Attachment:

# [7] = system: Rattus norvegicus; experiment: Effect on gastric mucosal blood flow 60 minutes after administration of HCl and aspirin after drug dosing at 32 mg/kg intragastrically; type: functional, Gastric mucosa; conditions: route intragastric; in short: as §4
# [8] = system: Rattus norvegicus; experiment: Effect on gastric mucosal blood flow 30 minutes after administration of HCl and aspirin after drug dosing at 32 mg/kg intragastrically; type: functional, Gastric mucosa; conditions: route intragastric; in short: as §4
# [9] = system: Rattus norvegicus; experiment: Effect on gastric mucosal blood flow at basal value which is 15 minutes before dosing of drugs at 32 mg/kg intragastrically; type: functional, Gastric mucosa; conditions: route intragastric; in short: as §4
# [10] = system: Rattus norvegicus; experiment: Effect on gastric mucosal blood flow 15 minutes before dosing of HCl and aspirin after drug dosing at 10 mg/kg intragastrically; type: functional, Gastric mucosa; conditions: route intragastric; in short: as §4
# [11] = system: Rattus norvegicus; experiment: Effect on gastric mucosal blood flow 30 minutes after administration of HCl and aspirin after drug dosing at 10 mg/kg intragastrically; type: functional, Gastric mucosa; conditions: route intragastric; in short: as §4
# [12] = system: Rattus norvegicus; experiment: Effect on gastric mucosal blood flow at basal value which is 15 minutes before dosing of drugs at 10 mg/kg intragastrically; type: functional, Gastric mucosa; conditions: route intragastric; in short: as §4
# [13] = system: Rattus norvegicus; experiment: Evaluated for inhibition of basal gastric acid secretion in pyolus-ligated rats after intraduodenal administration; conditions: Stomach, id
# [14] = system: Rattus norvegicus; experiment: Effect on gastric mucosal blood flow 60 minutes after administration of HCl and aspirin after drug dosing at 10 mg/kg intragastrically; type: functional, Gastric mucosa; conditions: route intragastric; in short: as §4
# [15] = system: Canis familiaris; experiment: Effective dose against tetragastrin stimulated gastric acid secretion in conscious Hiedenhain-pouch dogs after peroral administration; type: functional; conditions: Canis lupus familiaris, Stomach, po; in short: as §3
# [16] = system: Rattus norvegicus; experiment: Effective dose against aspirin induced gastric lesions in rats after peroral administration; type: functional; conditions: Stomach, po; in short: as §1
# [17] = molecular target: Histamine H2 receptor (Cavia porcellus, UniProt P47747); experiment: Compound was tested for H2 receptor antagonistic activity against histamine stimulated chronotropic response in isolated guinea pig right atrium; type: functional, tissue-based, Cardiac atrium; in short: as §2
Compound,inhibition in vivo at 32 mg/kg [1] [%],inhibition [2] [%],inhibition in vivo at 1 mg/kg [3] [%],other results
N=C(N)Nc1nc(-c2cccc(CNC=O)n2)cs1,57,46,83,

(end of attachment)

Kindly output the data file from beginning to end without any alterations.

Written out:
# [7] = system: Rattus norvegicus; experiment: Effect on gastric mucosal blood flow 60 minutes after administration of HCl and aspirin after drug dosing at 32 mg/kg intragastrically; type: functional, Gastric mucosa; conditions: route intragastric; in short: as §4
# [8] = system: Rattus norvegicus; experiment: Effect on gastric mucosal blood flow 30 minutes after administration of HCl and aspirin after drug dosing at 32 mg/kg intragastrically; type: functional, Gastric mucosa; conditions: route intragastric; in short: as §4
# [9] = system: Rattus norvegicus; experiment: Effect on gastric mucosal blood flow at basal value which is 15 minutes before dosing of drugs at 32 mg/kg intragastrically; type: functional, Gastric mucosa; conditions: route intragastric; in short: as §4
# [10] = system: Rattus norvegicus; experiment: Effect on gastric mucosal blood flow 15 minutes before dosing of HCl and aspirin after drug dosing at 10 mg/kg intragastrically; type: functional, Gastric mucosa; conditions: route intragastric; in short: as §4
# [11] = system: Rattus norvegicus; experiment: Effect on gastric mucosal blood flow 30 minutes after administration of HCl and aspirin after drug dosing at 10 mg/kg intragastrically; type: functional, Gastric mucosa; conditions: route intragastric; in short: as §4
# [12] = system: Rattus norvegicus; experiment: Effect on gastric mucosal blood flow at basal value which is 15 minutes before dosing of drugs at 10 mg/kg intragastrically; type: functional, Gastric mucosa; conditions: route intragastric; in short: as §4
# [13] = system: Rattus norvegicus; experiment: Evaluated for inhibition of basal gastric acid secretion in pyolus-ligated rats after intraduodenal administration; conditions: Stomach, id
# [14] = system: Rattus norvegicus; experiment: Effect on gastric mucosal blood flow 60 minutes after administration of HCl and aspirin after drug dosing at 10 mg/kg intragastrically; type: functional, Gastric mucosa; conditions: route intragastric; in short: as §4
# [15] = system: Canis familiaris; experiment: Effective dose against tetragastrin stimulated gastric acid secretion in conscious Hiedenhain-pouch dogs after peroral administration; type: functional; conditions: Canis lupus familiaris, Stomach, po; in short: as §3
# [16] = system: Rattus norvegicus; experiment: Effective dose against aspirin induced gastric lesions in rats after peroral administration; type: functional; conditions: Stomach, po; in short: as §1
# [17] = molecular target: Histamine H2 receptor (Cavia porcellus, UniProt P47747); experiment: Compound was tested for H2 receptor antagonistic activity against histamine stimulated chronotropic response in isolated guinea pig right atrium; type: functional, tissue-based, Cardiac atrium; in short: as §2
Compound,inhibition in vivo at 32 mg/kg [1] [%],inhibition [2] [%],inhibition in vivo at 1 mg/kg [3] [%],other results
N=C(N)Nc1nc(-c2cccc(CNC=O)n2)cs1,57,46,83,